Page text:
That was then and this is now, as the saying goes. I now know that making  homemade tomato soup is super easy. It just takes tomatoes. either fresh or canned and whatever ingredients you happen to have on hand to sweeten the deal. The time for fresh tomatoes has passed, so this soup started with a large can of tomatoes. These weren’t your basic tomatoes, no sir. These were the veritable Cadillac of tomatoes. These were San Marzano.

2015-08-16-1439737857-6365608-sanmarzano1These heirloom tomatoes originated in a town near Naples were they grew in the rich volcanic soil  surrounding Mount Vesuvius. To be authentic they have to grow in that area. This easily makes a can of them twice the price of the domestic variety, but it is so worth it. The San Marzano is sweet and rich and has low acidity. All of these factors make it a perfect choice for soup.

IMG_0665Mama D’s Trinity (onions, garlic, and olive oil) was the foundation. The trio became a quartet when I added a good dose of Red Pepper Flakes.IMG_0668 Besides the tomatoes I decided to continue the Italian theme by adding some Toasted Farro and Cannellini Beans. Both of these have made appearances here before. Farro actually comes from Italy and the beans’ ancestors came over on the boat, too.

IMG_0779The Trinity sweat with the pepper flakes before the tomatoes went into the pot along with some Chicken Broth. I would have used Vegetable stock, but I didn’t have it on hand. Either one will do the trick. I decided to keep the Italian vibe going and added a bit of Marsala Wine, I let this all simmer together for twenty minutes or so before I took a potato masher to it. This gave it a rustic chunky texture that I found quite enjoyable, but you could use an immersion blender if you want your soup base to be silky smooth.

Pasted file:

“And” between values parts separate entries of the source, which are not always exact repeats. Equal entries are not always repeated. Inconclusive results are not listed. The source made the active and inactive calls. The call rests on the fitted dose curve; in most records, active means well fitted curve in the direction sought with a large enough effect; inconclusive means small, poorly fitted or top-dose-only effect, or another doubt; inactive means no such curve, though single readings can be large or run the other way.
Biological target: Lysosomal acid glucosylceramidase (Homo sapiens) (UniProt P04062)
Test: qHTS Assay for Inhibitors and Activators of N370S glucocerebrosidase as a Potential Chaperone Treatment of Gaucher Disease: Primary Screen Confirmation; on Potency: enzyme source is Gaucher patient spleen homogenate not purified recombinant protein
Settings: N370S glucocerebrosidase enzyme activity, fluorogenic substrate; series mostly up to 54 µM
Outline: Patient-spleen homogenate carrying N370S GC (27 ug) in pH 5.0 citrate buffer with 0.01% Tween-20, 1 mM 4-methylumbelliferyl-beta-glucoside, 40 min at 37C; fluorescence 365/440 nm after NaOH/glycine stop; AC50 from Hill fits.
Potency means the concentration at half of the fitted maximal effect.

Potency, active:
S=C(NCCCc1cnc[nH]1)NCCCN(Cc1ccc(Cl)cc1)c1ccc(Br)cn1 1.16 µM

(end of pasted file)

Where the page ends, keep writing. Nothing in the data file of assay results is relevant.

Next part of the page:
The cooked farro and the drained beans went in next along with some generous grinds of my McCormick Italian Herb Blend. I let things bubble away a bit more before, in a nod to my Mom, I added some half and half.  The soup was delightful. Just rich enough to be satisfying, but light enough to be guilt free.IMG_0676What’s tomato Soup without Grilled Cheese? Incomplete. My version was more cheese toast than sandwich and featured shredded Asiago.IMG_0673 If I’d had a baguette on hand, I would have definitely used it, but I didn’t so some Italian Bread stepped in. Use whatever cheese you love or have on hand. Just goes to show that anything that works for you, works.IMG_0686

Italian Tomato Soup with Farro and Cannellini Beans
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Servings
4
Servings
4
Italian Tomato Soup with Farro and Cannellini Beans
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Servings
4
Servings
4
Ingredients
Servings:
Instructions
Farro
  1. Toast the farro: Rinse 1/2 cup farro and allow to dry. Place the farro in a dry fry pan. Turn heat on stove to medium and toast the farro, stirring frequently until it is golden and fragrantly nutty, 10 -15 minutes